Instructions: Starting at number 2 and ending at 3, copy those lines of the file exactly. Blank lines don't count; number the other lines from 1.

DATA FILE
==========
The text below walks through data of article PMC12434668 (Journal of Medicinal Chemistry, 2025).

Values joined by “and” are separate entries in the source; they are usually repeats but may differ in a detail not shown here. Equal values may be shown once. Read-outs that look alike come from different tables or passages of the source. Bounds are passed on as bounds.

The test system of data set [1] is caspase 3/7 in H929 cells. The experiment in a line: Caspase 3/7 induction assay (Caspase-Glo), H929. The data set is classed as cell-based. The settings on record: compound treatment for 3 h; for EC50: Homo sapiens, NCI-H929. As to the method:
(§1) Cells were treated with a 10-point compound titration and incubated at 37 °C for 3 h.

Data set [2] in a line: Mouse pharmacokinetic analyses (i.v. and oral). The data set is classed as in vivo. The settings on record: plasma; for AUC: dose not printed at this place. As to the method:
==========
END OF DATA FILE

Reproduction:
Values joined by “and” are separate entries in the source; they are usually repeats but may differ in a detail not shown here. Equal values may be shown once. Read-outs that look alike come from different tables or passages of the source. Bounds are passed on as bounds.

The test system of data set [1] is caspase 3/7 in H929 cells. The experiment in a line: Caspase 3/7 induction assay (Caspase-Glo), H929. The data set is classed as cell-based. The settings on record: compound treatment for 3 h; for EC50: Homo sapiens, NCI-H929. As to the method: